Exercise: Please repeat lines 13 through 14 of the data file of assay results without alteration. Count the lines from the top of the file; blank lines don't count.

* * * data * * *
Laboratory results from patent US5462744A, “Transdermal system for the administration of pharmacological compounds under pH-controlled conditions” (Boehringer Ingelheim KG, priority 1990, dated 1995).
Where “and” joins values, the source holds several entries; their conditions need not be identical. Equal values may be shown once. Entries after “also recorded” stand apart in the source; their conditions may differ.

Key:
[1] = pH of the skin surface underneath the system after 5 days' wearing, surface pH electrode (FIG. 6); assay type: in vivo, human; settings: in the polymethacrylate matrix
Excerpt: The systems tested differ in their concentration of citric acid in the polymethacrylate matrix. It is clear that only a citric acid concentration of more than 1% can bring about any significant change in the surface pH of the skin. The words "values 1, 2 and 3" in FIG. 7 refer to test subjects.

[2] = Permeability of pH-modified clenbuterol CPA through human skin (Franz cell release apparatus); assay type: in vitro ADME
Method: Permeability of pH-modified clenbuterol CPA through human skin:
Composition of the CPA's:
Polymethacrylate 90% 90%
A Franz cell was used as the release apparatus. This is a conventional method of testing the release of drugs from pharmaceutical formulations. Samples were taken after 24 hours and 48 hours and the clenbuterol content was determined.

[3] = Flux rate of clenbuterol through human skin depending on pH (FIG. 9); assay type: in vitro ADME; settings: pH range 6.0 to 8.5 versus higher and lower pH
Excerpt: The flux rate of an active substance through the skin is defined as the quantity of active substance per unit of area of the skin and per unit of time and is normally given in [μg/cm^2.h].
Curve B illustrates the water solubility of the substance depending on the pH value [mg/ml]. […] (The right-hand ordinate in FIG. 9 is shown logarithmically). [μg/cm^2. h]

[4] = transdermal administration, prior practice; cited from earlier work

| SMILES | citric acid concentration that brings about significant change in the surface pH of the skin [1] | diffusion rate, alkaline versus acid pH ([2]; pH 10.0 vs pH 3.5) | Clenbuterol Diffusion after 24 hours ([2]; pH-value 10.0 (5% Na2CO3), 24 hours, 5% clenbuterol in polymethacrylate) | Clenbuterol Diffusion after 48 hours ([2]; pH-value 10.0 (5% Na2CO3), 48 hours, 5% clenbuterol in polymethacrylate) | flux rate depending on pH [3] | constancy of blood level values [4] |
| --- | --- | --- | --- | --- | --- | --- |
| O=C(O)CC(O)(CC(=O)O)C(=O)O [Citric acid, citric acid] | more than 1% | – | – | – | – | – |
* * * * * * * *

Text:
Curve B illustrates the water solubility of the substance depending on the pH value [mg/ml]. […] (The right-hand ordinate in FIG. 9 is shown logarithmically). [μg/cm^2. h]

[4] = transdermal administration, prior practice; cited from earlier work